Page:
Artist Daria Deshuk passed away at her home in Bridgehampton, N.Y. on March 9, 2017, reported her family. She was 60 years old. Private services were held Friday, March 17, 2017 in North Bellmore, N.Y. A public Memorial and Art Show featuring her work is planned in The Hamptons for Saturday, April 22, 2017 from 7 to 9 p.m. at Guild Hall in East Hampton, N.Y.
A longtime Hamptons resident, Daria Deshuk was born on October 4, 1956 in Brooklyn to Sasha and Sydell Deshuk and was raised in Rosedale in Queens, N.Y. Her mother died when she was seven years old, an event that shaped her life profoundly and would be expressed through her art.
Deshuk received her BFA in painting from the Parsons School of Design in 1978 and earned a master’s of fine art from Hunter College while entrenched in the art scene of the East Village in the early 1980s. She participated in a number of performance-art pieces at the legendary haunt, Club 57. She was also a member of the P.S. 122 Artist Space for 10 years.
When she was 22, she met American artist, musician, filmmaker and actor Larry Rivers (1923-2002), who was known as a key founder of Pop Art and art that pushed boundaries. He was teaching at Parsons when the pair met. Rivers and Deshuk were partners for 15 years, residing together in New York and Southampton, N.Y.
Their son, Sam Deshuk Rivers was born in 1985, who lived in both New York City and The Hamptons. Daria Deshuk relocated to Bridgehampton full-time in 2004 with her partner, David Kushnir, a real estate investor, where she lived until she died.
Deshuk is survived by her son, Sam Deshuk Rivers, 31, of Maryland; three sisters: Amy Friscia Holler and husband Henry and son Tony of Long Island, Valerie Wechsler and husband Jay and daughter Allie of Florida, Claudia and son Sasha of Long Island; and brother Alex Deshuk and wife Karrie of Arizona. She is also survived by cousins Ira and Carol Schussheim of New Jersey, Shelley Schussheim of Massachusetts and Michael Jessick of California, along with all of their children. She is survived by stepdaughters, Gwynne Rivers of Maine and Larry Rivers’s sons, Joseph Rivers and Steven Rivers and step-grandchildren Darcy, Oliver and Georgia Rivers.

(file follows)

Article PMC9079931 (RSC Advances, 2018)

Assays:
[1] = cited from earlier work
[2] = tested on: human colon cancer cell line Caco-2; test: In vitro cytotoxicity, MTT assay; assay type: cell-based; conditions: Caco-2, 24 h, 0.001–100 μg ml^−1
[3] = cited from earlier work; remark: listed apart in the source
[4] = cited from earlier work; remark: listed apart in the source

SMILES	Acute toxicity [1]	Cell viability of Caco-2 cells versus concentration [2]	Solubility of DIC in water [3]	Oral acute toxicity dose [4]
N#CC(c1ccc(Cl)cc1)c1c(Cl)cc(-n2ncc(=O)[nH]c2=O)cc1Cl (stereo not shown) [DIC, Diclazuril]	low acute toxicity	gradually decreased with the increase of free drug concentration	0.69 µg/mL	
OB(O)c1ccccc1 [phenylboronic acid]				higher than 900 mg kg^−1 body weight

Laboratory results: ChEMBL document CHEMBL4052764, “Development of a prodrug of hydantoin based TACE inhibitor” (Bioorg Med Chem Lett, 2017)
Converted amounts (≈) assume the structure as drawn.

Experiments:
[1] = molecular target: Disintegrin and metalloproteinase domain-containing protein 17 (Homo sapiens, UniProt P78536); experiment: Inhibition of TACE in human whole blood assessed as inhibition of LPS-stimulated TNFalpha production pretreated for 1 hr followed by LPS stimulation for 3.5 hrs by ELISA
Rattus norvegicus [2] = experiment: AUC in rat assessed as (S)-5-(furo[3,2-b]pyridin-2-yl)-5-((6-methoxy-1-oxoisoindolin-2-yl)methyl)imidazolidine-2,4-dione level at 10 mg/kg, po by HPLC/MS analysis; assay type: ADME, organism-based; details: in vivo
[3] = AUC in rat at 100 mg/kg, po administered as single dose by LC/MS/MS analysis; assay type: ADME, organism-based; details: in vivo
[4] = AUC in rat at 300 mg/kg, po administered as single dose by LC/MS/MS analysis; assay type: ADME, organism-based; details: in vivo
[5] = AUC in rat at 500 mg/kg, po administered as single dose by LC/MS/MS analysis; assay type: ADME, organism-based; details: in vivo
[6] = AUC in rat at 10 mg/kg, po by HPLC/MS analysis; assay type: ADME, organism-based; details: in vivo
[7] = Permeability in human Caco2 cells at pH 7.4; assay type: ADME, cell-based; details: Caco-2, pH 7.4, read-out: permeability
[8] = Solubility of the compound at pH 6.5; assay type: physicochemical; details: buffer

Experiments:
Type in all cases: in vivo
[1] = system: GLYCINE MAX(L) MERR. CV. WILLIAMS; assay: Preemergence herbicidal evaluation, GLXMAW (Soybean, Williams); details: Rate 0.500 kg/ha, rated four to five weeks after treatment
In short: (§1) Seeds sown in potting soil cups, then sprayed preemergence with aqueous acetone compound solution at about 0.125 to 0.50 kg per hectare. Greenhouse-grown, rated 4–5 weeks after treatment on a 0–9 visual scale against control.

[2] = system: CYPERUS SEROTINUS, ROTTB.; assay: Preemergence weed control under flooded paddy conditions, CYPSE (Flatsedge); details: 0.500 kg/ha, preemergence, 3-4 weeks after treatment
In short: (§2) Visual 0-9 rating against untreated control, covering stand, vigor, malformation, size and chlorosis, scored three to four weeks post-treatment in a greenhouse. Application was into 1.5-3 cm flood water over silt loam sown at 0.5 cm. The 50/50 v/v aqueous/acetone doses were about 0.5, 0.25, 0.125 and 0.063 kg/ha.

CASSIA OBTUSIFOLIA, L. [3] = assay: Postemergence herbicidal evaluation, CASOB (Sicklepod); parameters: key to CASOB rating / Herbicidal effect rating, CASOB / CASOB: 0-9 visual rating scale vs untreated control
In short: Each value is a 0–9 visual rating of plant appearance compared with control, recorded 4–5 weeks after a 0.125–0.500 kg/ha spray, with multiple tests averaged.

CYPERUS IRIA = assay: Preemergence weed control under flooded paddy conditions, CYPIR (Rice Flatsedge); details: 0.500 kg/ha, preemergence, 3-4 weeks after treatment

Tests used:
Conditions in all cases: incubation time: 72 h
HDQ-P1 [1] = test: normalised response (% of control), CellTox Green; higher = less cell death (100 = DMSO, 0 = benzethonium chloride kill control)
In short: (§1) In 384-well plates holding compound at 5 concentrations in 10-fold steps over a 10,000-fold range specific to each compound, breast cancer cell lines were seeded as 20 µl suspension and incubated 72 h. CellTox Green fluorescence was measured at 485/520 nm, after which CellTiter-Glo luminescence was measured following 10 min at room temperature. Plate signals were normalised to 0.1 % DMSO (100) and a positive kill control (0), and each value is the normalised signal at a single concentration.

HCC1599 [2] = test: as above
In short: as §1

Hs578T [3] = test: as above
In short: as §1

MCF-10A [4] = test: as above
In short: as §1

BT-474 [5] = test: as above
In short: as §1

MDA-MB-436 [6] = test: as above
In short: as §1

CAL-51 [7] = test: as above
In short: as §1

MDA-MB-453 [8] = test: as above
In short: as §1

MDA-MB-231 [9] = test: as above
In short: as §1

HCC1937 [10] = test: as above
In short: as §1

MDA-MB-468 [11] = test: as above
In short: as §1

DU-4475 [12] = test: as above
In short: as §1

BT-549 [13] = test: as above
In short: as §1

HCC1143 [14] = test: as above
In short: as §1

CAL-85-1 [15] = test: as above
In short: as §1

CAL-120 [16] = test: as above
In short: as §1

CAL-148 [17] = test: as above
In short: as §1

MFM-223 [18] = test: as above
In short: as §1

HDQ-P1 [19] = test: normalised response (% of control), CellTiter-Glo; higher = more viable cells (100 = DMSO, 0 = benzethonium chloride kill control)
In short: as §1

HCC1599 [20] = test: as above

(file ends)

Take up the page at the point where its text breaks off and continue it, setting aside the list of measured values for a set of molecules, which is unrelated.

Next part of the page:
In lieu of flowers and cards, memorial donations may be made to the Treatment Advocacy Center in Arlington, VA by clicking here.
Deshuk left behind a large circle of friends whose lives she touched deeply, her friend Roxanne Robinson told The East Hampton Star. Deshuk played "spiritual and literal mother to many of those in her circle" and was a "...welcoming force that drew them together in gatherings, dinners, art openings, benefits," Robinson stated, according to The East Hampton Star.
Daria Deshuk’s early painting were based on photographs she took of people in the streets and parks of New York City. She did a counterpart of scenes she spied in The Hamptons set at the beach, private pools and equestrian moments. Through the years, her artwork morphed from capturing the physical to include the metaphysical and integrated the human experience with the spiritual one. She also added manipulated photographs and printmaking into her art practice. Like her earlier work, Deshuk's photography-based art began with a photograph made from a scene she saw—now from a staged setting or centering on existing objects—into an interpretation of life and spirituality.
"My work is about creating snapshots of life," wrote Deshuk. "My chosen imagery takes reality and the depths of the viewers understanding of these stolen moments to a level of universal and subjective intimacy. With paint and brush I strive to capture the essence and atmosphere of the ordinary and mindless vignettes of daily life represented as unique moments in space and time. Life and Art, experienced through creation connects me to love and a spiritual experience of being. My understanding of the circle of life completes itself when I create a representational painting from a photograph."
Regarding her art practice, Deshuk wrote "....The artist as voyeur steals selectively from the public environment of Hampton beaches and New York City streets the images that define the American experience. Far beyond the standardized interpretation of reality provided by photography, painting allows me to capture the essence of human experience. Condensed into the stolen moment, my choices as an artist extend reality by leading the eye in the re-orchestration of light, space and the pure beauty of paint itself."
A pop up art exhibition of Daria Deshuk's work will be part of the "In Memory Eternal: The Public Memorial for Daria Deshuk" at Guild Hall on April 22, 2107.
BASIC FACTS: "In Memory Eternal: The Public Memorial for Daria Deshuk" will be held on Saturday, April 22, 2017 from 7 to 9 p.m. at Guild Hall, 158 Main Street, East Hampton, NY 11937. www.guildhall.org. In lieu of flowers and cards, memorial donations may be made to the Treatment Advocacy Center in Arlington, VA by clicking here.
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